We often work with clients that are looking to settle in the UK with their partners. From Spouse Visas for nationals married to a UK citizen wishing to remain in the UK with their partners to Civil Partner Visas or Partner Visas for those with family already settled in the UK.
However, what happens when individuals wish to remain in the UK without their partners after a separation or divorce? When going through a divorce or separation, many individuals wonder what will happen to their visa. Read on for information and advice on UK visas after a divorce or separation.
Family Visas after a divorce, separation, or dissolution
Earlier this year, QC Immigration presented a webinar to Family Lawyers, offering guidance on immigration options following divorce, separation, family dissolution and child arrangements. These solutions may also help individuals in planning ahead following a difficult, life-changing event.
These situations can be distressful for clients, creating anxiety whilst assuming they will be deported from the UK after the separation. This is often not the case.
At QC Immigration, we endeavour to get to know our clients well in these situations. Details like their background or contributions to the UK often guide us in advising the client whether they can keep their Visas or have the chance to switch to different visa routes.
When discussing alternatives, clients often discover that they are eventually eligible to apply for Indefinite Leave to Remain, or Settled Status.
Here are some key points to keep in mind:
- After a marriage/civil partnership/cohabitation is no longer subsisting, the Home Office should be notified as the basis of being granted the visa no longer exists.
- Once the Home Office finds out about the divorce, they may curtail the visa to 2 months.
- The applicant will need to find other visa options if they wish to remain in the UK after the divorce or separation.
Family Visas options after a divorce or separation
There are several routes that may be applicable to you if you are looking to stay in the UK after a divorce or separation. Some of these options may include:
- Spouse Visa or Civil Partner Visa
- Victim of Domestic Abuse
- Parent Visa
Explore your eligibility for the Spouse, Civil Partner, Unmarried Partner, Fiancé(e) Visa or Proposed Civil Partner Visa here.
Explore your eligibility for the Parent Visa on our dedicated page.
If none of the above options apply, you may consider other routes such as Work Visas.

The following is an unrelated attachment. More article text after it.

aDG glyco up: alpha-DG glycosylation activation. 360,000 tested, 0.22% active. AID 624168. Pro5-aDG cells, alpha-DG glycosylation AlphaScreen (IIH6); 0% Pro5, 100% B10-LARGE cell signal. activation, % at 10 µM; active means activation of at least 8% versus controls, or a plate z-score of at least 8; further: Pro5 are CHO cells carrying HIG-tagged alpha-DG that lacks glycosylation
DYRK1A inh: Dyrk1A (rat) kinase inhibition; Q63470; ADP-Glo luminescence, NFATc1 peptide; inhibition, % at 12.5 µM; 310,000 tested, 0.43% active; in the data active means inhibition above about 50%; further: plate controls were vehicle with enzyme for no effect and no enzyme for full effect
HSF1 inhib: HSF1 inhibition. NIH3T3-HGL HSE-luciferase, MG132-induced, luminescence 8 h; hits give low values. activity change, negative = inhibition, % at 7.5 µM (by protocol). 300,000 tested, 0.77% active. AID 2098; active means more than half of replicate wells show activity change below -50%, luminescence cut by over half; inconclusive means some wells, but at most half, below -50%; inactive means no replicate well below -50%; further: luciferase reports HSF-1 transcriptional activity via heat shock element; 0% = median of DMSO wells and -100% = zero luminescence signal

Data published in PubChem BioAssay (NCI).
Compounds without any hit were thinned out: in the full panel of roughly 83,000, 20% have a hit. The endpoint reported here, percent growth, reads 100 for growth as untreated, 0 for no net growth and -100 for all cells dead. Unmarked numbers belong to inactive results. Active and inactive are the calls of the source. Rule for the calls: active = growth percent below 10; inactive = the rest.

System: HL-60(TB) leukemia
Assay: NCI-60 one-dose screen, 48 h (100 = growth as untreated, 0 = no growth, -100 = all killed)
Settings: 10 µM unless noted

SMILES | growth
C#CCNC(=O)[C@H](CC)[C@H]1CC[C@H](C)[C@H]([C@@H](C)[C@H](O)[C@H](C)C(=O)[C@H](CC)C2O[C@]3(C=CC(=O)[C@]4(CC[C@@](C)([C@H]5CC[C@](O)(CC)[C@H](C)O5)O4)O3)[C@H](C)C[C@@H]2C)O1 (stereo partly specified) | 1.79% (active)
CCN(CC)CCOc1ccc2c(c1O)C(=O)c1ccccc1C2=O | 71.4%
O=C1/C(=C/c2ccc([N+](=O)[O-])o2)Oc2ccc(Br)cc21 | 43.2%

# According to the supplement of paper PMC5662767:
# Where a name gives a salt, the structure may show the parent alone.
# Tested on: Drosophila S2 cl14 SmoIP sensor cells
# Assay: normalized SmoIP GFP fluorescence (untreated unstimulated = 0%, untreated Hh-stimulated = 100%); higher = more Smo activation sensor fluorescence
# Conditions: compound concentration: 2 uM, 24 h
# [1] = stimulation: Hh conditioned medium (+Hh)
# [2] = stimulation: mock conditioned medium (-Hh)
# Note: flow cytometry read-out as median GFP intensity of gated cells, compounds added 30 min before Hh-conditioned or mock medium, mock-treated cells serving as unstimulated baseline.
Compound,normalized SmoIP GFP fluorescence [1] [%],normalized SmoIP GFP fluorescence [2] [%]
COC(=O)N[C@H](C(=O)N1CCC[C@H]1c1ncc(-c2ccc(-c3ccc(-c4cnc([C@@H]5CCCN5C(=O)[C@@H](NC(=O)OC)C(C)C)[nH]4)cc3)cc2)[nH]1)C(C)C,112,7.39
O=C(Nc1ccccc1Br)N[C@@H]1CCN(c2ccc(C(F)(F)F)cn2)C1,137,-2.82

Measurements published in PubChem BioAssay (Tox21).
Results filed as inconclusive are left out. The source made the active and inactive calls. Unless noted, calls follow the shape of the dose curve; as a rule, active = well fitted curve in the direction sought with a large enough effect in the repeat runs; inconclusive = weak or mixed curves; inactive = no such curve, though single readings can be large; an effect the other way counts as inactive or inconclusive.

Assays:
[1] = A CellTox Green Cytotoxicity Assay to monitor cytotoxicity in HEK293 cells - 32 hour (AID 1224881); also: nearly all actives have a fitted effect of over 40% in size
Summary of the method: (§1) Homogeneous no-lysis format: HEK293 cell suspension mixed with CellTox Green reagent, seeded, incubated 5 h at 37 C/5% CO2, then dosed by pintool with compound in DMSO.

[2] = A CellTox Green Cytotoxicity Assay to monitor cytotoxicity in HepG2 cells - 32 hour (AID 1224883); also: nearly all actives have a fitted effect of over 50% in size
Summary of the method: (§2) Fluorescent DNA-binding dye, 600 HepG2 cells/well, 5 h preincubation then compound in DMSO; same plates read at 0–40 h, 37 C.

Other visa options – Private Life
If a client cannot rely on the above family routes, we can look into options available to you through your independent UK history. One of these could be based on your own private life and long residence in the UK which ultimately builds upon your human rights, especially if you have lived in the UK for a long period of time and have contributed to the economy.
The criteria would be if the client has been living in the UK and one of the following applies:
- You are under 18 and you’ve lived in the UK continuously for at least 7 years, and it would be unreasonable to expect you to leave the UK.
- You are aged between 18 and 24 and you’ve lived continuously in the UK for more than half your life.
- You are aged 18 or over, have spent less than 20 years in the UK and would have very significant problems living in the country you’d have to go to – for example, you do not speak the language and could not learn it.
- You are aged 25 or over and you’ve been in the UK continuously for 20 years.
Apply to Pre-Settled Status after a Divorce or Separation
When clients have European connections, you may explore the EU Settlement Scheme. Applying to Pre-Settled Status is frequently a possibility.
The criteria to consider would be:
- Being married to an EU national.
- Be present in the UK at the time of divorce.
- Can rely on retained rights provided one of the following applies:
- The marriage or civil partnership lasted for at least 3 years, and you had both been living in the UK for at least one year during that time.
- You have custody of your previous family member’s child, meaning that the child normally lives with you or does so part of the time, and includes arrangements agreed informally and those which are subject to a court order.
- You have been given the right of access in the UK to your previous family member’s child and the child is under 18.
- You or another family member have experienced particularly difficult circumstances – for example, as the victim of domestic violence or abuse in the marriage or civil partnership.
Child Living Arrangements & Visas
When there are children involved, clients may have the right to choose among other possibilities such as retained EU rights, Parent Visa or Child Visa.
- Sole Responsibility – child custody is not sole responsibility but can be a factor to help prove sole responsibility.
- Direct Access – can be evidenced by a child arrangement order (formerly residence order or contact order) granted by a court in the UK. Therefore, child custody can prove you have direct access to the child.
As we are increasingly dealing with families of multiple nationalities, relationship breakdown and immigration status issues are often tied together. It is important to work on a strategy with an immigration expert: considering the best options for each client is key to enable a smooth transition from one Visa to another to maximise the chances of remaining in the UK. If this is something you would like to discuss please get in touch today.